Green Building

Annual Westford Symposium on Building Science

Leigha Dickens, Deltec’s green building and sustainability manager is featured in this blog post about her adventures at Building Science Summer Camp

I just got back from the 19th Annual Westford Symposium on Building Science, often referred to as Building Science Summer Camp. Just like with any good camp, I have returned exhausted but energized by my experience.

Building science is not all fun and games, nor is it really a camp: it is a conference for experts, where they can immerse themselves in the newest and grittiest dispatches from those fields of physics, engineering and environmental science that go into making buildings last, helping them stay comfortable and healthy, and helping them minimize energy use. As Deltec’s Green Building and Sustainability Manager—and as a physicist by training—I was surprised and honored to find my name on the invitation list, and eagerly claimed my spot.

The Camp is put on each year by the venerable Joe Lstiburek of Building Science Corporation, a Canadian engineer who began his career with one of the earliest energy efficiency programs in North America. Most energy rating systems and energy codes in North America have been greatly influenced by the research he and his company have done.

It’s not often I get to satisfy my inner building physics geek impulses under the tutelage of such talented speakers. The schedule was jam packed. For me, the highlights included:

  • Getting a well-done overview on the factors that affect thermal comfort in a home, and how to better work with our HVAC systems. How comfortable we really feel within a room is affected by far more factors than merely the temperature we see on our thermostat.
  • The latest field and modeling research on the moisture resistance and superior thermal performance of double stud walls—relevant to us, as a product we do offer to our customers.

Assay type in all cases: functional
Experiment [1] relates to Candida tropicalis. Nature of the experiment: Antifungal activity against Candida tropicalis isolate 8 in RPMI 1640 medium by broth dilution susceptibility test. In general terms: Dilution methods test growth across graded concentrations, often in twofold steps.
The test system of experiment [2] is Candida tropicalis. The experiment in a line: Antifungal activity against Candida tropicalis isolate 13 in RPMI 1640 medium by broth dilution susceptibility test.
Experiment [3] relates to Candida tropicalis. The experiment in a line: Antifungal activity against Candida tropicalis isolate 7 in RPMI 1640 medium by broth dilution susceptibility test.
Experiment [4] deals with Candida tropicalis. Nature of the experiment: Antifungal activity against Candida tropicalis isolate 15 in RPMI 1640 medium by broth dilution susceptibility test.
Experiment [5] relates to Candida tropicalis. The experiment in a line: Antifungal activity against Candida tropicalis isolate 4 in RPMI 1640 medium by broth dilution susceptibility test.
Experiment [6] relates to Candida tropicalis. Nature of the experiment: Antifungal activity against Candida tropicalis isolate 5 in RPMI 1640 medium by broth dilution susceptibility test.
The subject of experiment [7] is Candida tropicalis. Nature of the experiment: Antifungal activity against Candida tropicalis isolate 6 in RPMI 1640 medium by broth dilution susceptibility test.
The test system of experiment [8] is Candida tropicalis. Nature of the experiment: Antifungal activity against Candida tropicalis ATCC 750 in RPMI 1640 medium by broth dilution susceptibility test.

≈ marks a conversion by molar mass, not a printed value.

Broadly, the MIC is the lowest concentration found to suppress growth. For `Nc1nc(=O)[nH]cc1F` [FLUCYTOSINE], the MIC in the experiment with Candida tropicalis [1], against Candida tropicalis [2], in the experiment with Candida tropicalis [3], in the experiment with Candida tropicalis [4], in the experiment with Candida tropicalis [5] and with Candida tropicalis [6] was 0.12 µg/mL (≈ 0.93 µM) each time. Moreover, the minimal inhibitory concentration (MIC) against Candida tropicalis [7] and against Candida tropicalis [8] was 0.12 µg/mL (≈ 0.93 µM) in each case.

• Getting an insider’s look at the vast dataset provided by NEST thermostats—those snazzy thermostats with the nice design that promise to learn your habits and help you save energy. NEST thermostat provides that data to an engineering firm for technical analysis. Never have we had access to such widespread, complete data on how people actually manage those systems in their homes. Undoubtedly this kind of information can help us improve comfort and efficiency (although NEST aficionados may want to be duly advised: big brother IS watching).
  • Networking with fellow women in the building science field, younger colleagues just entering the field, representatives from nearly all major insulation manufacturers, professors of building physics, experts on heating and cooling systems, and builders from all over the US.

People often ask me “Just what it is you do at Deltec Homes, anyway?” It’s not always easy to answer them succinctly. I interact with many of our clients personally: answering questions; researching products; helping with insulation, HVAC, or passive solar considerations; as well as working behind the scenes on our manufacturing operations to help improve their environmental sustainability by cutting waste and increasing renewable energy use.

From now on, saying “I do building science” might be a good way to sum up those things. As buildings get more efficient and better insulated, get built of more complex and varied materials, as HVAC systems get more complex, and as consumers demand solutions that not only work better for them but also minimize or eliminate impact on the environment, building science becomes a crucial field of study.